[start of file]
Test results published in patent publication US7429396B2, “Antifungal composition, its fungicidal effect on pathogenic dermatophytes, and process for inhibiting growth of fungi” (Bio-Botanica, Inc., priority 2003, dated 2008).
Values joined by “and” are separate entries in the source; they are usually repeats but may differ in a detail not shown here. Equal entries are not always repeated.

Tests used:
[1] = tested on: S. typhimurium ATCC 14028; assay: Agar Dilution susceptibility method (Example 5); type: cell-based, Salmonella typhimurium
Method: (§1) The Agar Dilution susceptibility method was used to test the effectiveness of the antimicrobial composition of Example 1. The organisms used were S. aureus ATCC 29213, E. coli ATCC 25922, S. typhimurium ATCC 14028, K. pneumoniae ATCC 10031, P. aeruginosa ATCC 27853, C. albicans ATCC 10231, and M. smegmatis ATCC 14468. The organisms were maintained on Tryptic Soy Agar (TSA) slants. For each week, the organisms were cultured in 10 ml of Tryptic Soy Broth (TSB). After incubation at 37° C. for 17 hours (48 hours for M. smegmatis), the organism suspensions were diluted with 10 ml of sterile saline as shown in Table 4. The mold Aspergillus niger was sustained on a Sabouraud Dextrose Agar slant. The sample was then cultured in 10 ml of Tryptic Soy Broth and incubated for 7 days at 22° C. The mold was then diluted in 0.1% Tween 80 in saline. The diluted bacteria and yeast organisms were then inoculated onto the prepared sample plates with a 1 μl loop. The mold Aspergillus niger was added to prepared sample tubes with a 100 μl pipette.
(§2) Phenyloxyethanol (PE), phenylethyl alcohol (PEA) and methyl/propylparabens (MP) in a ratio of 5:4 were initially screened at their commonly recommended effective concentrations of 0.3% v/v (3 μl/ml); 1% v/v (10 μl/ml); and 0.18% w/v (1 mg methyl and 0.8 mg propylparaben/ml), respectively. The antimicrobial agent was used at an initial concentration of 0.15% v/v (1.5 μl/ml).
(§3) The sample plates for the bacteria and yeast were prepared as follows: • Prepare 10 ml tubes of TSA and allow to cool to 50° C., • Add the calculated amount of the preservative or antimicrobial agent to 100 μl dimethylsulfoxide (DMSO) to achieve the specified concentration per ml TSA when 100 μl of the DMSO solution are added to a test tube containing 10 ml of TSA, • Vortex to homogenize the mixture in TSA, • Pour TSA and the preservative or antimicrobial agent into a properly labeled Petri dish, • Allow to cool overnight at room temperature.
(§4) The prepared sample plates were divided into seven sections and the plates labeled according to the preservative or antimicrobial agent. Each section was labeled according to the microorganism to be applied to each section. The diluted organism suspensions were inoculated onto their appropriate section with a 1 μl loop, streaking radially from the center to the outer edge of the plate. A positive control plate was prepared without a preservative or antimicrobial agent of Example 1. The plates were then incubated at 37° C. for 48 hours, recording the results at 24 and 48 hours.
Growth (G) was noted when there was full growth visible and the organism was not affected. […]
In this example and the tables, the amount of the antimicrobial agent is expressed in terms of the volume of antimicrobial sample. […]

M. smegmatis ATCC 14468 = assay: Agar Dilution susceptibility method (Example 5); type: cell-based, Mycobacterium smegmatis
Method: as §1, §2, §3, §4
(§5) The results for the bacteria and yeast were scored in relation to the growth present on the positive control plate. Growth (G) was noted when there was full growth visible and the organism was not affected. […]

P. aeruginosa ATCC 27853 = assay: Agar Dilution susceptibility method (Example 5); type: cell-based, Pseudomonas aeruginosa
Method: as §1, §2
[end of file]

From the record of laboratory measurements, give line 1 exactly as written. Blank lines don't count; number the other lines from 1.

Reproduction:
Test results published in patent publication US7429396B2, “Antifungal composition, its fungicidal effect on pathogenic dermatophytes, and process for inhibiting growth of fungi” (Bio-Botanica, Inc., priority 2003, dated 2008).